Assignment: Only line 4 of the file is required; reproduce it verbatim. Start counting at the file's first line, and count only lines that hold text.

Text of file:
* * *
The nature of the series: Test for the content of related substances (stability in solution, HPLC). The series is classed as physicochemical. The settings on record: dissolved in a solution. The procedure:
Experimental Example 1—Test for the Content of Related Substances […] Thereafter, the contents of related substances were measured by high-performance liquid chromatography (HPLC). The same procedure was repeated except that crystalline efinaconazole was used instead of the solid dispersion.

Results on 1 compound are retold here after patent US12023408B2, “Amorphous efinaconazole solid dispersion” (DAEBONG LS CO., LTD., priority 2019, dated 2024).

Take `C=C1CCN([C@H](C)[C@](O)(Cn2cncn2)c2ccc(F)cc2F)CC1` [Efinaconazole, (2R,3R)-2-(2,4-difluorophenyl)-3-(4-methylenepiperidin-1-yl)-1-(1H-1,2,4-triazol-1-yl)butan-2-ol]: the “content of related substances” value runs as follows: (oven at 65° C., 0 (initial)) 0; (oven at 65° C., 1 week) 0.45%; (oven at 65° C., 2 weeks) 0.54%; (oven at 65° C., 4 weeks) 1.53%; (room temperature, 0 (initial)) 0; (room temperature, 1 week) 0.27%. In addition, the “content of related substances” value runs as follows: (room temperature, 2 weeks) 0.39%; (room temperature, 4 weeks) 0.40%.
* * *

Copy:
Take `C=C1CCN([C@H](C)[C@](O)(Cn2cncn2)c2ccc(F)cc2F)CC1` [Efinaconazole, (2R,3R)-2-(2,4-difluorophenyl)-3-(4-methylenepiperidin-1-yl)-1-(1H-1,2,4-triazol-1-yl)butan-2-ol]: the “content of related substances” value runs as follows: (oven at 65° C., 0 (initial)) 0; (oven at 65° C., 1 week) 0.45%; (oven at 65° C., 2 weeks) 0.54%; (oven at 65° C., 4 weeks) 1.53%; (room temperature, 0 (initial)) 0; (room temperature, 1 week) 0.27%. In addition, the “content of related substances” value runs as follows: (room temperature, 2 weeks) 0.39%; (room temperature, 4 weeks) 0.40%.